There is controversy about the association among attention deficit hyperactivity disorder (ADHD), conduct disorder behaviors, and oppositional defiant behaviors. This study examines whether different subcategories of conduct behaviors co-occur in children with ADHD, and investigates the association of conduct behaviors with ADHD symptoms and oppositional defiant behavior, considering the covariant factors of parental age and educational level. A total of 441 children and adolescents with ADHD participated in this study - 342 (77.6%) boys and 99 girls (22.4%). Their mean age was 9.1 (standard deviation = 2.2) years. They came from families with 1 to 8 children. There were statistically significant correlations among different subcategories of conduct disorder (p conduct behaviors. The severity of hyperactivity/impulsivity was associated with the subcategory of "destruction of property." The inattentiveness score was associated with "aggression to people and animals." The current results do not suggest that conduct behaviors exclude oppositional defiant behaviors. The subcategories of conduct behaviors occur in a cluster rather than as a solitary behavior. Larger family size and lower educational level of the father increase the risk of aggression to people and animals in children with ADHD.

  16. Oppositional Defiant and Conduct Disorder Behaviors in Boys with Autism Spectrum Disorder with and without Attention-Deficit Hyperactivity Disorder versus Several Comparison Samples

    Science.gov (United States)

    Guttmann-Steinmetz, Sarit; Gadow, Kenneth D.; DeVincent, Carla J.

    2009-01-01

    We compared disruptive behaviors in boys with either autism spectrum disorder (ASD) plus ADHD (n = 74), chronic multiple tic disorder plus ADHD (n = 47), ADHD Only (n = 59), or ASD Only (n = 107). Children were evaluated with parent and teacher versions of the Child Symptom Inventory-4 including parent- (n = 168) and teacher-rated (n = 173)…

  17. Respiratory Sinus Arrhythmia and Heart Period in Infancy as Correlates of Later Oppositional Defiant and Callous-Unemotional Behaviors

    Science.gov (United States)

    Wagner, Nicholas; Mills-Koonce, Roger; Willoughby, Michael; Propper, Cathi; Rehder, Peter; Gueron-Sela, Noa

    2017-01-01

    Extant literature suggests that oppositional defiant disorder (ODD) and callous-unemotional (CU) behaviors in childhood and adolescence are associated with distinct patterns of psychophysiological functioning, and that individual differences in these patterns have implications for developmental pathways to disorder. Very little is known about the…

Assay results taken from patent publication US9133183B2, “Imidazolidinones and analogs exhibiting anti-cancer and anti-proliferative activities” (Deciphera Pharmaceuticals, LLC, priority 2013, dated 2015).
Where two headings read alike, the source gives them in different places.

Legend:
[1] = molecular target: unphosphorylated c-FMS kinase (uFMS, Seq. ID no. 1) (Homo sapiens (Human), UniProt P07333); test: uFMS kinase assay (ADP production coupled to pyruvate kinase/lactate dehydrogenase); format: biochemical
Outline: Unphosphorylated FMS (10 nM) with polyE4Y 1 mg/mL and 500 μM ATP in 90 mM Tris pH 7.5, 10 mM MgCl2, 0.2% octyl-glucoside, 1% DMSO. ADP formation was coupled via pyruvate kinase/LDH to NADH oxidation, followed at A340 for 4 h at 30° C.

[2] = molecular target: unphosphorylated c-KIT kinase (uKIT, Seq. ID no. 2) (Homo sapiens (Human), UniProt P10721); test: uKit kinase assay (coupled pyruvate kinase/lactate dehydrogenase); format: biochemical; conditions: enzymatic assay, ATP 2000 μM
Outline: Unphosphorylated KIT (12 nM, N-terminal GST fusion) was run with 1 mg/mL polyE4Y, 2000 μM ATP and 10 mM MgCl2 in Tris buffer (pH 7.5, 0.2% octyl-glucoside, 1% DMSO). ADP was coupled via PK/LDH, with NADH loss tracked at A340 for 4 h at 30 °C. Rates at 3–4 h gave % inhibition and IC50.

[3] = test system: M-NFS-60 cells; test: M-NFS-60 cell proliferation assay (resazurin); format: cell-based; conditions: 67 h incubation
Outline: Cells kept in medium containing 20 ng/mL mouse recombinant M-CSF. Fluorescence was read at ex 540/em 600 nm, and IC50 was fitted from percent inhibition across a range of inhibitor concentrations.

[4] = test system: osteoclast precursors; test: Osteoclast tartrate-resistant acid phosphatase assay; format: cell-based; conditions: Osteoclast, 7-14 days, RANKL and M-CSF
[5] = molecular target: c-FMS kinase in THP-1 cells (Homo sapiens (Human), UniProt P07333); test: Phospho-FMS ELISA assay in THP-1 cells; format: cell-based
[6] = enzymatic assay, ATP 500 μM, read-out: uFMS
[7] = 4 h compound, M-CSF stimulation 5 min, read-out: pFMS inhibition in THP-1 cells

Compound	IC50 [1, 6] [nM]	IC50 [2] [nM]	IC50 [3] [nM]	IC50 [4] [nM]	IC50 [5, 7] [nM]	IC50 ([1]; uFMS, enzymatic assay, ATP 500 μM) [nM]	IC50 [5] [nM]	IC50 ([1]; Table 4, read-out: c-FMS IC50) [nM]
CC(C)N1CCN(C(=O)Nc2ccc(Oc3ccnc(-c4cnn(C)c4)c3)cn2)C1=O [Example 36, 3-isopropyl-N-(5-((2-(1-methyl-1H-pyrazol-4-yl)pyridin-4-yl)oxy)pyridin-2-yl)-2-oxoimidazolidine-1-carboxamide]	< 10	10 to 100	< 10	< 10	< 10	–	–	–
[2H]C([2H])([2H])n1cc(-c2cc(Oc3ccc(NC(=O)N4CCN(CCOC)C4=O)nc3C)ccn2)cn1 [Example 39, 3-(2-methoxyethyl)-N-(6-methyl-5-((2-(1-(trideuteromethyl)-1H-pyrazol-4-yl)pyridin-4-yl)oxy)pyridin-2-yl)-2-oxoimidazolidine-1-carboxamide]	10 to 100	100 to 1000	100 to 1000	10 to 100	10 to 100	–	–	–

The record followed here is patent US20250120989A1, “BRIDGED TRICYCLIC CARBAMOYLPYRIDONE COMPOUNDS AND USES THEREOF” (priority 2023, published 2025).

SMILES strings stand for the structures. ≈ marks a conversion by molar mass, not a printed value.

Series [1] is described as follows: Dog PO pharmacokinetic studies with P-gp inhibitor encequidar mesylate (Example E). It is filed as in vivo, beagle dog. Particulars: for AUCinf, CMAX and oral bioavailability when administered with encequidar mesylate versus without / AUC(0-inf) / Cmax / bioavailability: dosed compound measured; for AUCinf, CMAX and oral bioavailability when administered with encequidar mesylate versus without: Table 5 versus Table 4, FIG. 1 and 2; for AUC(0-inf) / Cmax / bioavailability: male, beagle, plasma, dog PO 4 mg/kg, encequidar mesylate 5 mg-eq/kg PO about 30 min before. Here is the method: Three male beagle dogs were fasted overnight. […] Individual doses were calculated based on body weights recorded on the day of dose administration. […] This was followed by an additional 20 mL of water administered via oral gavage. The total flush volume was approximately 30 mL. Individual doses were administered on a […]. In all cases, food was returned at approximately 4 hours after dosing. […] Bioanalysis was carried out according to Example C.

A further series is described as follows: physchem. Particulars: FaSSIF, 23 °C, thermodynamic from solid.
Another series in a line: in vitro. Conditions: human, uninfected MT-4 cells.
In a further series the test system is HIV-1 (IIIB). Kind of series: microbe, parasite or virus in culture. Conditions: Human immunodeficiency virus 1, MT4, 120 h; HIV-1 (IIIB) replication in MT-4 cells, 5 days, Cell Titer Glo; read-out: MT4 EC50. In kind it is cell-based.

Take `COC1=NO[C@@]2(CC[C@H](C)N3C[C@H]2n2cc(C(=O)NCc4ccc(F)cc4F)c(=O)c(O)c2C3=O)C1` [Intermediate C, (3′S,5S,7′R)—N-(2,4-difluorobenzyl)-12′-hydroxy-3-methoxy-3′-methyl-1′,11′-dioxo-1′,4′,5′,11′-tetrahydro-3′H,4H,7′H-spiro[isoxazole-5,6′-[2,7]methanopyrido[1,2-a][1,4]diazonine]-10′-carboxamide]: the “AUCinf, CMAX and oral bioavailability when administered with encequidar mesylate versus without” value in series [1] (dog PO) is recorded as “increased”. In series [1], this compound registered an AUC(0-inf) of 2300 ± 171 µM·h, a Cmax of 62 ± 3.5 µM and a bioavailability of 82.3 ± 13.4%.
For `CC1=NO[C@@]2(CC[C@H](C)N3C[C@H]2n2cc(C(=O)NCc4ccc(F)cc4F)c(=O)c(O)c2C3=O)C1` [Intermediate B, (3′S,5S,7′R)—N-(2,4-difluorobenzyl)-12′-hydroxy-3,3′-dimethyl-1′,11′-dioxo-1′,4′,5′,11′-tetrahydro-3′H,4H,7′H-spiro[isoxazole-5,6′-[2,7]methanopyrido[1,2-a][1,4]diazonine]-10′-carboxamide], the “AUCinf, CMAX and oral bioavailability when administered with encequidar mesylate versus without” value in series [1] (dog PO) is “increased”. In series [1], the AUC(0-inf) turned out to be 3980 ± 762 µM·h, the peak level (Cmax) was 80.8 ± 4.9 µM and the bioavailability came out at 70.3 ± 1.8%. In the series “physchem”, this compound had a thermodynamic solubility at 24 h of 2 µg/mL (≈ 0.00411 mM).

18. Respiratory Sinus Arrhythmia and Heart Period in Infancy as Correlates of Later Oppositional Defiant and Callous-Unemotional Behaviors

    Science.gov (United States)

    Wagner, Nicholas; Mills-Koonce, Roger; Willoughby, Michael; Propper, Cathi; Rehder, Peter; Gueron-Sela, Noa

    2017-01-01

    Extant literature suggests that oppositional defiant disorder (ODD) and callous-unemotional (CU) behaviors in childhood and adolescence are associated with distinct patterns of psychophysiological functioning, and that individual differences in these patterns have implications for developmental pathways to disorder. Very little is known about the…

  19. The pharmacological management of oppositional behaviour, conduct problems, and aggression in children and adolescents with attention-deficit hyperactivity disorder, oppositional defiant disorder, and conduct disorder: a systematic review and meta-analysis. Part 1: psychostimulants, alpha-2 agonists, and atomoxetine.

    Science.gov (United States)

    Pringsheim, Tamara; Hirsch, Lauren; Gardner, David; Gorman, Daniel A

    2015-02-01

    Children with attention-deficit hyperactivity disorder (ADHD) may have oppositional behaviour, conduct problems, and aggression. These symptoms vary in severity, and may be related to a comorbid diagnosis of oppositional defiant disorder (ODD) or conduct disorder (CD). Critical evaluation of the efficacy of ADHD medications may guide the clinician regarding the usefulness of medications for these symptoms. We performed a systematic review and meta-analysis of psychostimulants, alpha-2 agonists, and atomoxetine for oppositional behaviour, conduct problems, and aggression in youth with ADHD, ODD, and CD. The quality of evidence for medications was rated using the Grading of Recommendations Assessment, Development and Evaluation approach. Two systematic reviews and 20 randomized controlled trials were included. There is high-quality evidence that psychostimulants have a moderate-to-large effect on oppositional behaviour, conduct problems, and aggression in youth with ADHD, with and without ODD or CD. There is very-low-quality evidence that clonidine has a small effect on oppositional behaviour and conduct problems in youth with ADHD, with and without ODD or CD. There is moderate-quality evidence that guanfacine has a small-to-moderate effect on oppositional behaviour in youth with ADHD, with and without ODD. There is high-quality evidence that atomoxetine has a small effect on oppositional behaviour in youth with ADHD, with and without ODD or CD. Evidence indicates that psychostimulants, alpha-2 agonists, and atomoxetine can be beneficial for disruptive and aggressive behaviours in addition to core ADHD symptoms; however, psychostimulants generally provide the most benefit.

  20. Trastornos de personalidad en padres de adolescentes violentos con diagnóstico de trastorno negativista desafiante y trastorno disocial Personality disorders in parents of violent adolescents diagnosed with oppositional defiant disorder and conduct disorder